• explain an idea or have a detailed discussion in English
  • understand general English on TV and in newspapers.

How does the exam process work?

There are five parts to the FCE exam. You will complete papers Reading, Writing, Use of English and Listening on the same day. The Speaking may be on a different day. You do the speaking with two examiners and one other candidate.

FCE / FCEfs Reading Writing Use of English Listening Speaking
Time allowed 1 hr 1 hr 20 mins 45 mins 40 mins 14 mins per pair of candidates
Marks (% of total) 20% 20% 20% 20% 20%

Downloads:

Cambridge English: First - Brief Exam Guide

Cambridge English: First - Information for candidates

Cambridge English: First for Schools - Brief exam guide

Cambridge English: First for Schools  - Information for candidates

Cambridge English: Advanced (CAE)

Cambridge English: Advanced is also known as the Certificate in Advanced English (CAE). This general English qualification shows that your English is of a standard expected of a professional business person or an undergraduate university student.

Cambridge English: Advanced is accepted by over 3,000 universities, colleges, employers and government departments around the world. The Cambridge English: Advanced certificate can be used to apply for:

  • admission to nearly every university and college in the UK
  • up to 70 additional UCAS Tariff points towards your UK college or university application
  • admission to Australian universities, colleges and TAFE institutes
  • an Australian student visa
  • admission to universities and colleges in the USA and Canada.

Level of qualification: Advanced = C1 on the Common European Framework.

Who should take this exam?

You should take CAE if you want to prove to employers or universities that you can communicate confidently in English in professional and high-level academic situations. To take the exam you should be able to:

  • write complex reports and emails, and take notes in meetings or lectures
  • give presentations on complicated ideas in English
  • understand a variety of texts, from fiction to newspaper opinion pieces.

How does the exam process work?

There are five parts to the CAE exam. You will complete papers Reading, Writing, Use of English and Listening on the same day. The Speaking may be on a different day. You do the speaking with two examiners and one other candidate.

CAE Reading Writing Use of English Listening Speaking
Time allowed 1 hr 15 mins 1 hr 30 mins 1 hr 40 mins 15 mins per pair of candidates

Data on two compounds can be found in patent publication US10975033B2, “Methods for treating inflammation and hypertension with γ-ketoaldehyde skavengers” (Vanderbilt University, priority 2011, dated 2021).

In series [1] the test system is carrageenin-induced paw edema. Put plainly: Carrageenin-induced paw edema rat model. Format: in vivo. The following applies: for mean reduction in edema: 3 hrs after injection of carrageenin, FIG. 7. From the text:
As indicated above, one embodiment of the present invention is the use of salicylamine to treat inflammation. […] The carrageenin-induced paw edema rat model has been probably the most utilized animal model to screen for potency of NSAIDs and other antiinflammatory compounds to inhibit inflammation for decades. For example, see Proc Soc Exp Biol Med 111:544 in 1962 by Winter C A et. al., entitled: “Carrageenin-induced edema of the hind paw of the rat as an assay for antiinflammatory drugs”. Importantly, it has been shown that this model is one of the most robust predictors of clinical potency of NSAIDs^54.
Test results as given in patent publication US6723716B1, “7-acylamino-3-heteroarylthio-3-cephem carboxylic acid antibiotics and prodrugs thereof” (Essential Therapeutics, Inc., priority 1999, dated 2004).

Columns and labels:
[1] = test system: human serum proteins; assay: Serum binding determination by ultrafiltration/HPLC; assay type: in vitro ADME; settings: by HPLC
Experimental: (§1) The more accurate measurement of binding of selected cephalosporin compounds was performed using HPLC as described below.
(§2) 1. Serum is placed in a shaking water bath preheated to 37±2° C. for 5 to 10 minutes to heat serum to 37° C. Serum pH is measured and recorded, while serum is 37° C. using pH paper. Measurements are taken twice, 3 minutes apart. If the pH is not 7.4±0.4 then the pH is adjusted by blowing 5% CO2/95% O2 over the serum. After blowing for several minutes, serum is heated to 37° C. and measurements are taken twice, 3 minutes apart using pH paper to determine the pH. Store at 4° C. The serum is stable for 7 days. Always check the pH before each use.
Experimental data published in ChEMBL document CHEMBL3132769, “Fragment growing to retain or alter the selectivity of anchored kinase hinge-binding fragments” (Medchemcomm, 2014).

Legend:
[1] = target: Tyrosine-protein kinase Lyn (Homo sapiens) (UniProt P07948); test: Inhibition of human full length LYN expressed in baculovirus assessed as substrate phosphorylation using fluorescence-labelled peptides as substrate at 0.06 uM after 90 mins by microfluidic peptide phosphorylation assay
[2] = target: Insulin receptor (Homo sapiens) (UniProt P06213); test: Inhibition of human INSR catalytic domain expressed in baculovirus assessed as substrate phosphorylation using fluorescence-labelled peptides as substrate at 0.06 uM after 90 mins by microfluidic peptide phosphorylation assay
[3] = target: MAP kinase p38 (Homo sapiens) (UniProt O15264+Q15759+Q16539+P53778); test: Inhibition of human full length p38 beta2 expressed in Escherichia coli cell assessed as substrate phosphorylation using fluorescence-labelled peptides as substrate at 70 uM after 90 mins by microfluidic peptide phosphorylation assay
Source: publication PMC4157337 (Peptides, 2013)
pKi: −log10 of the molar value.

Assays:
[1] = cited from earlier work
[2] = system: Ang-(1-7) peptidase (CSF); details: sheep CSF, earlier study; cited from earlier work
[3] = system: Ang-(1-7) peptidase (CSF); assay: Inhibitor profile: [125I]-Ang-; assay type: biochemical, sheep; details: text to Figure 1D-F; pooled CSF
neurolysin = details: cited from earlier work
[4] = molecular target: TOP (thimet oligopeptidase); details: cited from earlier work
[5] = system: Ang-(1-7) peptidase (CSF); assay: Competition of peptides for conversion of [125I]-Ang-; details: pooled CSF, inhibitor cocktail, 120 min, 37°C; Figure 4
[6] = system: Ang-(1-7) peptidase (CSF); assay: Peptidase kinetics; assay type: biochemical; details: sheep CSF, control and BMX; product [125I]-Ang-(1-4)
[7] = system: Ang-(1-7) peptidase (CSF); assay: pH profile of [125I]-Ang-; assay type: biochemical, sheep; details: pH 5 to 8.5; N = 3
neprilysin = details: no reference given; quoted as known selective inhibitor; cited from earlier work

Marks (% of total) 20% 20% 20% 20% 20%

Downloads:

Cambridge English: Advanced - Brief exam guide

Cambridge English: Advanced - Information for candidates

Cambridge English: Proficiency (CPE)

Cambridge English: Proficiency is also known as the Certificate of Proficiency in English (CPE). This qualification shows that you have mastered English and can use it fluently in demanding research, academic and professional situations. This is the highest Cambridge English qualification.

Level of qualification: Proficient = C2 on the Common European Framework.

Who should take this exam? 

You should take the CPE if you want to prove to employers that you can use English at a senior management level, or if you want to study at postgraduate or PhD level at an English-speaking university.

To take the exam you should be able to:

  • understand almost everything you hear or read in English
  • use and understand formal, academic and colloquial language
  • negotiate, argue and discuss the subtle issues of complex subjects.

How does the exam process work?

There are four parts to the CPE exam. You will complete papers Reading & Use of English, Writing and Listening on the same day. The Speaking may be on a different day. You do the speaking with two examiners and one other candidate.

CPE Reading and Use of English Writing Listening Speaking
Time allowed 1 hr 30 mins 1 hr 30 mins 40 mins 16 mins per pair of candidates
Marks (% of total) 40% 20% 20% 20%

Downloads:

Cambridge English: Proficiency - Brief exam guide

Cambridge English: Proficiency - Information for candidates

Sitting a Cambridge English Language Assessment examination in Poland

Register for Cambridge English Language Assessment exams in Poland.

Find out when and where you can sit for Cambridge Engish Language Assessment exam in Poland and the examination fees.

What to expect on exam day?

Results for paper based exams are available between four and six weeks after you take the exam and computer based two weeks after you take the exam.

Why the British Council?

Find out what our candidates say about their experience of sitting their exams with the British Council. Read the stories of students like you.